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Monday

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June 2015

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Game of Thrones Season 5 Recap: Episode 8

Written by , Posted in Blog, Game of Thrones, Pop Culture

This recap features analysis from a devoted book fan. Spoilers will largely be kept to comparisons between the show and the books within the episodes themselves, but if you hate spoilers you should probably not read these articles. I encourage you to subscribe so you never miss a recap. Thank you for reading. 

The question I get asked more than an other by casual Game of Thrones fans is “who do you think will win the game of thrones,” a question undoubtedly aided by the show’s title as well as just about every mainstream media feature focused on the series. It’s not a question I tend to answer, not because I don’t know (though I don’t), but because that question is of secondary importance. What really matters is the song of ice and fire.

As soon as the white walkers made their entrance, I knew that they would lead off the recap. It was a fairly intriguing battle sequence, though one with some weird inconsistencies. The white walkers infested the wildings at a fairly rapid pace, perhaps too rapid, and I’m not really sure how that wall stopped them when they appeared to be capable of some sort of flight. Then there was the emphasis on dragonglass when arrows and swords seemed to work just fine. I don’t mind that the ice zombies couldn’t swim, but it seemed odd that people could jump in and out of that water, which must be close 0 Kelvin, without instantly dying (even the giant).

So while I thought the zombies resembled The Walking Dead perhaps a little too much, I liked that well enough. This season hasn’t had a ton of action, especially not from the Night’s Watch. There’s just one problem though, one that I posed on twitter right after the episode.

How are we supposed to care about anything else now that the white walkers are here?

I’ve been comparing the ice zombies to the smoke monster from Lost all morning. Like the smoke monster, the ice zombies have been around since the beginning of the show. They make sporadic appearances and we’re always aware of them, but they never played a predominant role in the show’s narrative. The smoke monster’s entrance into the main narrative as John Locke signaled the beginning of the end of the show. Where does the ice zombies introduction leave us? Perhaps I wasn’t wrong when I said that last week “felt like the premiere for the rest of the series.”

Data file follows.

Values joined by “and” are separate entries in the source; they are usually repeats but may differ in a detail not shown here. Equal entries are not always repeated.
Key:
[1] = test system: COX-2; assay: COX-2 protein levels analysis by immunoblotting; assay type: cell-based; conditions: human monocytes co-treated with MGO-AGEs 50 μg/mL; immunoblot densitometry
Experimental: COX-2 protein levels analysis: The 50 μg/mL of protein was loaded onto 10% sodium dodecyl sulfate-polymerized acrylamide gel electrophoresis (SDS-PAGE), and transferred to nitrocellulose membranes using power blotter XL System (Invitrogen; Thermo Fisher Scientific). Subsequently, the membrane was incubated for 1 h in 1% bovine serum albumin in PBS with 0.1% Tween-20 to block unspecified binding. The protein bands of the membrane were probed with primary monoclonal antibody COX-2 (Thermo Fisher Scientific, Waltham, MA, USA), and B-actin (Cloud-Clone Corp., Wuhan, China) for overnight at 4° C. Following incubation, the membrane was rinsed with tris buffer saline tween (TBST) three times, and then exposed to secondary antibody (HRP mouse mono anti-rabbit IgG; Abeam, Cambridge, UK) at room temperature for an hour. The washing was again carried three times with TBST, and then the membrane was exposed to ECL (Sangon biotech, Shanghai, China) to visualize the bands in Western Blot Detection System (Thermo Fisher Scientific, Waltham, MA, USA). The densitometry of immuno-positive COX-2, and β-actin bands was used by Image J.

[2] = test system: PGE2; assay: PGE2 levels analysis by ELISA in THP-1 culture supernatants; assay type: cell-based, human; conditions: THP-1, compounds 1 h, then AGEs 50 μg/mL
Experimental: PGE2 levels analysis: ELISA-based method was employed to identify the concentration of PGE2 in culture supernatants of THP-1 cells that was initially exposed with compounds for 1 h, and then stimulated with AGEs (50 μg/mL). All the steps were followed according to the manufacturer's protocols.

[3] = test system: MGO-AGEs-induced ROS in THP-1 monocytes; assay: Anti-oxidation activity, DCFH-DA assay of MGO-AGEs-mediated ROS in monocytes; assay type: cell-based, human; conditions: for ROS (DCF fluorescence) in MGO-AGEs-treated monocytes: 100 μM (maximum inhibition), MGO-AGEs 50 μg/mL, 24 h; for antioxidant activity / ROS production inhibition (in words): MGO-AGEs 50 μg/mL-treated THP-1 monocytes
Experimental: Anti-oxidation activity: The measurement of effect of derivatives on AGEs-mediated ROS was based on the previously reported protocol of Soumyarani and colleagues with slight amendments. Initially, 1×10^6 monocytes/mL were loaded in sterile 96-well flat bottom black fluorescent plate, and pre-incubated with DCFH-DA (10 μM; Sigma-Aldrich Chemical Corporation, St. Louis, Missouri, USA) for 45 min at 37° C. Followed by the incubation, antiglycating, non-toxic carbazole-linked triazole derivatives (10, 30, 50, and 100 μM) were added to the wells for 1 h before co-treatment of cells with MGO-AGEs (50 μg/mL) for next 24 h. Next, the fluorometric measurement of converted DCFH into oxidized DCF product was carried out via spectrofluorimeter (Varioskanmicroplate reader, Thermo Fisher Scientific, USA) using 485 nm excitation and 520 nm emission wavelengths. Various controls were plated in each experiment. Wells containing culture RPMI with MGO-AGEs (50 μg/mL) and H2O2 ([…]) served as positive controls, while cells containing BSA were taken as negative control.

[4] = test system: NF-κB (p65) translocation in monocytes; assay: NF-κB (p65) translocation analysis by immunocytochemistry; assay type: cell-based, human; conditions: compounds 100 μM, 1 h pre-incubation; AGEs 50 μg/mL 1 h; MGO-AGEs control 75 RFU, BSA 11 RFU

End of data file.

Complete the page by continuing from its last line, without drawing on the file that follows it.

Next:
Tyrion meeting Daenerys is an event that some book fans have been anticipating for well over a decade (the true seeds for this were planted after A Storm of Swords, though I guess you could say longer for certain people). Considering how separated all of the many characters are for most of the series, this was huge and yet it trumped by Jon Snow of all people.

There was a fair amount of needless exposition in this episode. The Samwell scene was unnecessary. Dany talking to Tyrion about their fathers was fun, but it raised plenty of questions. Dany probably should have killed Tyrion, a man who killed his father whose brother killed her father, both in direct violation of Westerosi ethics (kinslaying and oathbreaking are just about the two biggest faux-pas). We know why she didn’t but the show didn’t do a great job of convincing us on its own.

Let’s jump back to the beginning (I actually intended for this recap to be linear, but the ice zombies screwed that up) where Tyrion introduces himself to Dany. This is easily the most authentic Tyrion scene since his speech at his trial last year (which was easily his weakest season). He approached the Jorah issue quite well and much more diplomatic than you’d expect from the show.